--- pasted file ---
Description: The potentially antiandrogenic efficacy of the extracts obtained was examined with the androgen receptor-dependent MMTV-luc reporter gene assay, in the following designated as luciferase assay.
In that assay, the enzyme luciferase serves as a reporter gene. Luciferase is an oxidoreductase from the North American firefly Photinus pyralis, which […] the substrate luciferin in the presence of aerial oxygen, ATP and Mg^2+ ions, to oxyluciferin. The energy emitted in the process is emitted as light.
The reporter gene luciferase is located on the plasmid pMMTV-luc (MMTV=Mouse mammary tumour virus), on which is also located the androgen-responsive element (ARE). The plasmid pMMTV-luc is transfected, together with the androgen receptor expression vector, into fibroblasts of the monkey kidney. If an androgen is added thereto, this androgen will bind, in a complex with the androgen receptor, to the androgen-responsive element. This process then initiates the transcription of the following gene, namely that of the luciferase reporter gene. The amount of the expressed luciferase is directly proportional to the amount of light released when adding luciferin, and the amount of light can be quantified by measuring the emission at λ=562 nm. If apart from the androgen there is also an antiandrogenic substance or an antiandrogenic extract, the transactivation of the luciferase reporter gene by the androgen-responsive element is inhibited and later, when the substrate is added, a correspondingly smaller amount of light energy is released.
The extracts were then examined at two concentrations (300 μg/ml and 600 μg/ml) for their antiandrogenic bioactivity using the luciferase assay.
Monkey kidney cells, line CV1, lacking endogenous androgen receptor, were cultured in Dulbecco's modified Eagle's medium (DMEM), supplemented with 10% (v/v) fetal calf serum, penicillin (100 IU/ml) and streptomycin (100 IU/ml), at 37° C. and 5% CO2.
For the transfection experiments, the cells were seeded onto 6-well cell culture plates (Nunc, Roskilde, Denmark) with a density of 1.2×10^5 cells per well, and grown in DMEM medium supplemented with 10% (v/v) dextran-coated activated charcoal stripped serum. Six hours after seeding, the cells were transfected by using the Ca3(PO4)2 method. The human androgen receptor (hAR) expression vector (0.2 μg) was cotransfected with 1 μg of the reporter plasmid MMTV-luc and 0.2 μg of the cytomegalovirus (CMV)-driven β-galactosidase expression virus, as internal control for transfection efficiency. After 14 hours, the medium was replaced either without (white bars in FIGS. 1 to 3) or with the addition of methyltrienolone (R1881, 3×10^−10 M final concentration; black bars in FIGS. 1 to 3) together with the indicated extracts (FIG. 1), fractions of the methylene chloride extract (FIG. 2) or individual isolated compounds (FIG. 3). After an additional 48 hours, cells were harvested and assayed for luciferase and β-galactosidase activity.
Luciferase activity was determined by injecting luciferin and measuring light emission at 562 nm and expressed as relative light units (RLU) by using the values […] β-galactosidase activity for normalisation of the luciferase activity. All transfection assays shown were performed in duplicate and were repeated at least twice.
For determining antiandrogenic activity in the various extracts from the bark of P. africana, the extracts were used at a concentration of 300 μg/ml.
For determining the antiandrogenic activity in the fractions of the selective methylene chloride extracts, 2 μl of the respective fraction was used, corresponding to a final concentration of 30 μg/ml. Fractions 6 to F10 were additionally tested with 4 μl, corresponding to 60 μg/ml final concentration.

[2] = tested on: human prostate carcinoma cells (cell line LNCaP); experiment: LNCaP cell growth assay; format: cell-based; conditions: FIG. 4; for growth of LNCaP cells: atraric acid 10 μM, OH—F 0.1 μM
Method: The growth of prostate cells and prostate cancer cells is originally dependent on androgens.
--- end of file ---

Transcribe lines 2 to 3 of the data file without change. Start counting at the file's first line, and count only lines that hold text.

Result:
In that assay, the enzyme luciferase serves as a reporter gene. Luciferase is an oxidoreductase from the North American firefly Photinus pyralis, which […] the substrate luciferin in the presence of aerial oxygen, ATP and Mg^2+ ions, to oxyluciferin. The energy emitted in the process is emitted as light.
The reporter gene luciferase is located on the plasmid pMMTV-luc (MMTV=Mouse mammary tumour virus), on which is also located the androgen-responsive element (ARE). The plasmid pMMTV-luc is transfected, together with the androgen receptor expression vector, into fibroblasts of the monkey kidney. If an androgen is added thereto, this androgen will bind, in a complex with the androgen receptor, to the androgen-responsive element. This process then initiates the transcription of the following gene, namely that of the luciferase reporter gene. The amount of the expressed luciferase is directly proportional to the amount of light released when adding luciferin, and the amount of light can be quantified by measuring the emission at λ=562 nm. If apart from the androgen there is also an antiandrogenic substance or an antiandrogenic extract, the transactivation of the luciferase reporter gene by the androgen-responsive element is inhibited and later, when the substrate is added, a correspondingly smaller amount of light energy is released.